This tool can be accessed under the “Notes – Copy To Clipboard – Time” menu, or simply “Command + T” from within Express Scribe.

transcribe a recording

Barely Scratch The Surface

As an amateur transcriber, this is the extent to what I use the software for. But I have barely scratched the surface. There are more advanced features for pro-level transcribers such as support for a professional foot pedal, the ability to dock analog and digital portable recording, playing movie files (with additional plugins), and integration with speech recognition software. You can see the complete list on the website.

Have you tried to transcribe? Do you know other alternatives? Have you pushed Express Scribe to its limit? Share your experiences using the comments below.

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Comments (13)
  • Easy

    Hi, we just released easyTranscribe for iPhone and iPad. Maybe someone is interested? It’s ad supported and free and we are working on a pro version.

  • thurana

    Hi,

    I don’t know how to convert .dct to .mp3, sorry. But if you want to slow down mp3, the easiest way is to use Audacity. Open the song, select the entire track, then go to “Effects – Change Tempo” menu.

    For more bells and whistles, you could use Garageband.

  • manahattan

    hello,

    do you happen to know how to convert a .dct file into an .mp3 (using express scribe and a converter–eg, switch–while preserving the slowed-down speed as part of the saved file?

    i have dozens of .mp3 tracks of spoken Latin that I’d like to hear at a slower speed until i can understand them at full speed. ideally i’d like to hear them on my iPhone so i can listen on the go (instead of just through my laptop). i just found express scribe, but i couldn’t find a way to save the slowed-down file (at half-speed) for transfer to an itunes .mp3 and then the iPhone. do you know a way to do that?

    thanks in advance for any suggestions!

  • manahattan

    hello,

    do you happen to know how to convert a .dct file into an .mp3 (using express scribe and a converter–eg, switch–while preserving the slowed-down speed as part of the saved file?

    i have dozens of .mp3 tracks of spoken Latin that I’d like to hear at a slower speed until i can understand them at full speed. ideally i’d like to hear them on my iPhone so i can listen on the go (instead of just through my laptop). i just found express scribe, but i couldn’t find a way to save the slowed-down file (at half-speed) for transfer to an itunes .mp3 and then the iPhone. do you know a way to do that?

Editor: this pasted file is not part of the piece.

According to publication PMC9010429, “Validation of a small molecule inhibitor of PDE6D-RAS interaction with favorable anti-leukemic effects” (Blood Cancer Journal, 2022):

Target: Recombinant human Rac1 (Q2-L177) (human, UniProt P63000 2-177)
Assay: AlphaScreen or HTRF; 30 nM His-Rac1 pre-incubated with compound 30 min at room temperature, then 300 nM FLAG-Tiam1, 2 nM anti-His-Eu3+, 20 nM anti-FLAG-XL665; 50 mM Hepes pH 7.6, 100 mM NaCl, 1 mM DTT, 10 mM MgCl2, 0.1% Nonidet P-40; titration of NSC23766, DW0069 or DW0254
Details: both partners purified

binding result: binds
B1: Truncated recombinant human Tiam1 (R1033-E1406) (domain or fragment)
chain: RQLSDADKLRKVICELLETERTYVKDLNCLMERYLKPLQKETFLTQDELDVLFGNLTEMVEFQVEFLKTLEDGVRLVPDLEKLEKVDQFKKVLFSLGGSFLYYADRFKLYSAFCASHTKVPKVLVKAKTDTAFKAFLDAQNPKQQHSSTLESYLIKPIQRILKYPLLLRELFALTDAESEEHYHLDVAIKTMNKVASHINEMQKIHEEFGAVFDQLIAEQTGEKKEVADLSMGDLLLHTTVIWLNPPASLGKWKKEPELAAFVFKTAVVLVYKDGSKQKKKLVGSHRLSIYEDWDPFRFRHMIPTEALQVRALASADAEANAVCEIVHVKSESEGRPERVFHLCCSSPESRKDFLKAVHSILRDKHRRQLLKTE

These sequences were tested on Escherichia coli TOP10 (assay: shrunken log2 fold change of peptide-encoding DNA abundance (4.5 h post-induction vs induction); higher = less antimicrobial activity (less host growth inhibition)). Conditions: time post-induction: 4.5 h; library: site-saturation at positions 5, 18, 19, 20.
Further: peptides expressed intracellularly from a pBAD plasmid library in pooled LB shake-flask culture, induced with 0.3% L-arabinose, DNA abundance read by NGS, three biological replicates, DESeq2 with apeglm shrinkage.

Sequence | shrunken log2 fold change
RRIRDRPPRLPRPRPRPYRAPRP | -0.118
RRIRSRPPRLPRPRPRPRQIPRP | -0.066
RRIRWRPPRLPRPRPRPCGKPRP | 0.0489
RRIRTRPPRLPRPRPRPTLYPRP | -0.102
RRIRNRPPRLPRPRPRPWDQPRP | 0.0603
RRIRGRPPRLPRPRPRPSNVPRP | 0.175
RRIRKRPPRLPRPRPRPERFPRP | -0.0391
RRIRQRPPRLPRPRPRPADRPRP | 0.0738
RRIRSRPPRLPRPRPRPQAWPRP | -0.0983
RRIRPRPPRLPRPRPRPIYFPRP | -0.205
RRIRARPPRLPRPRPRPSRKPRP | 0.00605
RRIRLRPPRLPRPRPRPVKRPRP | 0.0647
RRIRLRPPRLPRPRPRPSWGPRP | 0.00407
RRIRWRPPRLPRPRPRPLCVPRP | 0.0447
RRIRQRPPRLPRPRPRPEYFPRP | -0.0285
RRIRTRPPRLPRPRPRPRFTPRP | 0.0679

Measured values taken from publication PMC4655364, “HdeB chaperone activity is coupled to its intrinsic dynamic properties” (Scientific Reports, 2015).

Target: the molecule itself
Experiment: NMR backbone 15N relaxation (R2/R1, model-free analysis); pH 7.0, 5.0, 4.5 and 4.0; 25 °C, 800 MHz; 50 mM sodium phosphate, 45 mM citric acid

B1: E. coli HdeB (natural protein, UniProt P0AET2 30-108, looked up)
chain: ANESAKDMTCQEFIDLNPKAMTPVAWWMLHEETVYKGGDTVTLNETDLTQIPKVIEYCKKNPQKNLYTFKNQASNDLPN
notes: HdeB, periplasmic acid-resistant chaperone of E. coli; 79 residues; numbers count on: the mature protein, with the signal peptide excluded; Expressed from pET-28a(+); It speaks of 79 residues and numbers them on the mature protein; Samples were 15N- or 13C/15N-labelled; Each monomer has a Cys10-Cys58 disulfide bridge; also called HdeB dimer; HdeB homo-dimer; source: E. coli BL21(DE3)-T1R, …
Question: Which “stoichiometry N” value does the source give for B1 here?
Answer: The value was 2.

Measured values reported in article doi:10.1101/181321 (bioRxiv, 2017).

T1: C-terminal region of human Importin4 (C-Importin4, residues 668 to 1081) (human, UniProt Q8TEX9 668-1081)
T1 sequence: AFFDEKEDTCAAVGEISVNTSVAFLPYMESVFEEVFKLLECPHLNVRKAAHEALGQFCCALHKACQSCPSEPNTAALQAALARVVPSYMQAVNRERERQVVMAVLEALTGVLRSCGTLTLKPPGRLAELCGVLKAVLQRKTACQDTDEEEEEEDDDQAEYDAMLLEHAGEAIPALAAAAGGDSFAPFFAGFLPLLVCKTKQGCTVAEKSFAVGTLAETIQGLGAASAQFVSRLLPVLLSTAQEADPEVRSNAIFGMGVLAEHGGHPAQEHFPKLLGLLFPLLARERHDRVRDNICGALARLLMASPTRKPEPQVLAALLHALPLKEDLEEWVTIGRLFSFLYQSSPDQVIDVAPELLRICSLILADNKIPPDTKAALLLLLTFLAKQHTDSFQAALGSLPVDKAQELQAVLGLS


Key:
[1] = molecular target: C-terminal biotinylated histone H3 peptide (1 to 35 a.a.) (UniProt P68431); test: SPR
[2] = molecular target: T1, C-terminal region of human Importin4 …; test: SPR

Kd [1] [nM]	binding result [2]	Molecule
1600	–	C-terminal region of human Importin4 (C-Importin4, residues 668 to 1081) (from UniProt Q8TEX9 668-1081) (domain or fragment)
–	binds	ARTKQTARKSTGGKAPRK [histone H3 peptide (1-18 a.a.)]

thanks in advance for any suggestions!

    • Anonymous

      Hi,

      I don’t know how to convert .dct to .mp3, sorry. But if you want to slow down mp3, the easiest way is to use Audacity. Open the song, select the entire track, then go to “Effects – Change Tempo” menu.

      For more bells and whistles, you could use Garageband.

  • Samext

    Hmm. Tried to post this before but it didn’t seem to go anywhere. Here goes again:

    To snoop911: you might as a workaround try using Jack (Jack Audio Connection Kit) (or for that matter something else) to route your chipmunk audio—I assume from your comment that you’ve gotten things to work such that you have fast video plus chipmunk audio—through a pitch shifter to shift the pitch back down. I don’t have a specific suggestion re pitch shifter, but I’d say there are lots around by now, either as plugins to audio players (most likely) or possibly as standalone apps. Probably you’ll need to find one that works in real time. Jack is free by the way, both as in speech and as in beer ;-). I’m a recent switcher from OS X to gnu/linux, and I used it on OS X 10.3.9, and have it now on Ubuntu Studio. Jack is very nice, and there are probably other ways to route audio too. I don’t have a link for it but you might check freshmeat.net. Hopefully this helps. Now I’ll try posting this again…

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This review may contain affiliate links, which pays us a small compensation if you do decide to make a purchase based on our recommendation. Our judgement is in no way biased, and our recommendations are always based on the merits of the items.

For more details, please read our disclosure.
Affiliate Disclamer

This review may contain affiliate links, which pays us a small compensation if you do decide to make a purchase based on our recommendation. Our judgement is in no way biased, and our recommendations are always based on the merits of the items.

For more details, please read our disclosure.